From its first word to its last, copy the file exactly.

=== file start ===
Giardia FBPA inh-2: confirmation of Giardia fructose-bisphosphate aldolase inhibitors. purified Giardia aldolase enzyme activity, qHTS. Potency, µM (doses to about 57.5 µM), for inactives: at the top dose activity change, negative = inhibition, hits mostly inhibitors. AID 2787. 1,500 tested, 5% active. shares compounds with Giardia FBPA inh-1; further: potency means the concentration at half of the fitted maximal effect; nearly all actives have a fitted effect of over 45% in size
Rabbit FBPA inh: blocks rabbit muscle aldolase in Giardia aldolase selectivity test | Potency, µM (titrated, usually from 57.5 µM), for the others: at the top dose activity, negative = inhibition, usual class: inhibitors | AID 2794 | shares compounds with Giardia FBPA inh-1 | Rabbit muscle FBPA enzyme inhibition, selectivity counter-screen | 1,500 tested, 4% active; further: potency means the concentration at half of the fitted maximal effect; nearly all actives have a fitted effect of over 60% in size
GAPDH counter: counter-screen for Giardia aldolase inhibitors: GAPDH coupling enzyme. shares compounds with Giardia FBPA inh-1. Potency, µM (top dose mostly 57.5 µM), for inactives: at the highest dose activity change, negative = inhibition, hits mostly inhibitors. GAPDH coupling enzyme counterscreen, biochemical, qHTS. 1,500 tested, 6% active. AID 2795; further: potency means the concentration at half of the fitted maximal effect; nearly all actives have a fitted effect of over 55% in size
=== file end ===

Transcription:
Giardia FBPA inh-2: confirmation of Giardia fructose-bisphosphate aldolase inhibitors. purified Giardia aldolase enzyme activity, qHTS. Potency, µM (doses to about 57.5 µM), for inactives: at the top dose activity change, negative = inhibition, hits mostly inhibitors. AID 2787. 1,500 tested, 5% active. shares compounds with Giardia FBPA inh-1; further: potency means the concentration at half of the fitted maximal effect; nearly all actives have a fitted effect of over 45% in size
Rabbit FBPA inh: blocks rabbit muscle aldolase in Giardia aldolase selectivity test | Potency, µM (titrated, usually from 57.5 µM), for the others: at the top dose activity, negative = inhibition, usual class: inhibitors | AID 2794 | shares compounds with Giardia FBPA inh-1 | Rabbit muscle FBPA enzyme inhibition, selectivity counter-screen | 1,500 tested, 4% active; further: potency means the concentration at half of the fitted maximal effect; nearly all actives have a fitted effect of over 60% in size
GAPDH counter: counter-screen for Giardia aldolase inhibitors: GAPDH coupling enzyme. shares compounds with Giardia FBPA inh-1. Potency, µM (top dose mostly 57.5 µM), for inactives: at the highest dose activity change, negative = inhibition, hits mostly inhibitors. GAPDH coupling enzyme counterscreen, biochemical, qHTS. 1,500 tested, 6% active. AID 2795; further: potency means the concentration at half of the fitted maximal effect; nearly all actives have a fitted effect of over 55% in size